Students who have lived in the UK since childhood have turned down credit – report | Higher Education – Nach Welt

According to a report, thousands of students who have lived in the UK since childhood are exposed to a regime when applying for student loans that is described as even tougher than the Home Office’s “hostile environment” tactics.

Around 8,000 students with an immigration status, the so-called Limited Leave to Stay (LLR), apply to Student Finance England (SFE) for funds that enable them to take up study places.

The students are often colored from countries like Jamaica, Nigeria, Pakistan, India, Bangladesh and Ghana. They have lived in the UK with their families for most of their lives.

Many come from low-income backgrounds, have achieved excellent school results, are considered the brightest and best of their generation and have secured places in law and medicine.

Under the Temporary Residence Permit, students are eligible for loans if they have lived in the UK for half their life and have had an LLR for at least three years. However, according to the report, they sometimes find that even evidence submitted by the Home Office to confirm their legitimacy is rejected by the SFE.

The report, The Deintegration Generation, by We belong, a youth organization that campaigns for the rights of young migrants, documents dozens of examples of high-performing students who either unfairly refused loans from the SFE or suffered harmful delays in accessing those loans, sometimes resulting in their graduation have to break off or not be able to get on them at all.

Chrisann Jarrett, CEO of We Belong, said, “We are seeing cases where SFE is even more demanding and hostile than the Home Office towards young migrants with limited residence permits.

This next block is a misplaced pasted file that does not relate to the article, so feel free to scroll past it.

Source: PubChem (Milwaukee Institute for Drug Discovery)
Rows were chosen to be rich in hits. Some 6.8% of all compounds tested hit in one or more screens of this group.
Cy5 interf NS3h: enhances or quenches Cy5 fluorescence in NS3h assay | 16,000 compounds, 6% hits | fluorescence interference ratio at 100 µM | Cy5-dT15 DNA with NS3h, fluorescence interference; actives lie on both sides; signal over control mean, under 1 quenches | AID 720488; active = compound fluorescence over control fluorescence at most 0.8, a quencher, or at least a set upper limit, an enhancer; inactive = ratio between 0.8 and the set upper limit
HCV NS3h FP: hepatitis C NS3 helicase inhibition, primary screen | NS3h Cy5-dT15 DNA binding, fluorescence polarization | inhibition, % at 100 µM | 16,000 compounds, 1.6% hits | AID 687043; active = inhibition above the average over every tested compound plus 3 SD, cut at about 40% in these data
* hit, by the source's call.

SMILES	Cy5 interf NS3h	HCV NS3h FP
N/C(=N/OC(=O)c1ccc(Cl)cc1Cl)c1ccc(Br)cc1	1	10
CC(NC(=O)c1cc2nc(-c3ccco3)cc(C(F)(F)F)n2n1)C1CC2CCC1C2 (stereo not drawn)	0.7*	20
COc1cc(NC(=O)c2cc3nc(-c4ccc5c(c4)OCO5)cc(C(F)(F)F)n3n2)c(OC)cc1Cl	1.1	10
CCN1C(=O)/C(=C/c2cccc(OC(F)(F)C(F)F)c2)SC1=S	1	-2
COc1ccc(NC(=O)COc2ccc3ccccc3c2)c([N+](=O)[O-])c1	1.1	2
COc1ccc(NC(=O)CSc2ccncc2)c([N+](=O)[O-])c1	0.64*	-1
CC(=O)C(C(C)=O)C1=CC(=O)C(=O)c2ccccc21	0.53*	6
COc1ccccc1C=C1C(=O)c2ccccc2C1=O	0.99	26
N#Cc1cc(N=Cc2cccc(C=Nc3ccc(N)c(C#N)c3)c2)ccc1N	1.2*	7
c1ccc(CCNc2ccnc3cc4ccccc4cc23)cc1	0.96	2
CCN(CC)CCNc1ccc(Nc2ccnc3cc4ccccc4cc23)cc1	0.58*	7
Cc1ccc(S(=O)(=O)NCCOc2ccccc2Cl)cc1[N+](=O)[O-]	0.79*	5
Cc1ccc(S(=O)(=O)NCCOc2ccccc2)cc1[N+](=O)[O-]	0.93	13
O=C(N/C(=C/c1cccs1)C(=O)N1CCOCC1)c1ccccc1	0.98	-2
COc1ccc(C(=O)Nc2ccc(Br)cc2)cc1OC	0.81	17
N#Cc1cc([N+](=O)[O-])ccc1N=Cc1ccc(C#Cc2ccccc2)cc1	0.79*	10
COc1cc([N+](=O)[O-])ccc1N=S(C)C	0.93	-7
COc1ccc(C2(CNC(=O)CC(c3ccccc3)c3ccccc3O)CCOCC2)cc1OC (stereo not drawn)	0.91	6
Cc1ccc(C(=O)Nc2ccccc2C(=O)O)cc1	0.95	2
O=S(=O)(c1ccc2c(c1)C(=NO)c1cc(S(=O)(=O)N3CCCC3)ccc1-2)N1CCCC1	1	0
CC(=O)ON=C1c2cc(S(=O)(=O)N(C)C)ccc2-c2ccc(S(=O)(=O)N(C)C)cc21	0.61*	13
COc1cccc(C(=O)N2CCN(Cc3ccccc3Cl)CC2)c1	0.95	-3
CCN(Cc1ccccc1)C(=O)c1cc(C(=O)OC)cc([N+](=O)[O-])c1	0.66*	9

“It is certainly common sense that a letter from the Home Office should be accepted as evidence that a student has lived in the UK long enough to qualify for a loan. Evidence that is good enough for the Home Office should surely be good enough for Student Finance England as well. “

SFE is a partnership between the Department of Education and the state Student Loans Company (SLC) to provide financial assistance to students. A spokesman for SLC admitted that they sometimes did something wrong and apologized.

Cases identified in the report include:

  • A young woman who had to prove on 200 pages how long she had lived in Great Britain before a loan was finally granted six months after starting her studies.

  • A 17 year old whose loan application was denied due to an error by his attorney due to a 17 day break between his first and second phases of LLR. The Home Office accepted it was not his fault and granted a “continuous” extension of his immigration status, but SFE said it was “an unlawful” interruption so he did not qualify for a loan.

  • A 21 year old Jamaican who came to the UK at the age of three and had repeatedly and wrongly turned down his loan applications by the SFE. He was threatened with eviction from his student residence and banned from attending lectures. The bug was fixed five months after the intervention of a lawyer and We Belong clerk.

A spokesman for SLC said, “SLC does not set the eligibility criteria for student funding. We process applications in accordance with the legal requirements of the government. For residency cases, the regulatory requirements are complex and we strive to process each application correctly but recognize that there are a few cases where errors do occur.

“In such cases, we apologize and try to resolve the matter as quickly as possible in accordance with regulatory requirements.

“Over the past year we have invested significantly in improving support for customers who are most difficult to apply for, and we are working with We Belong to improve the information provided online and in our call centers to ensure we are getting the right information Offer. Support for applicants. “

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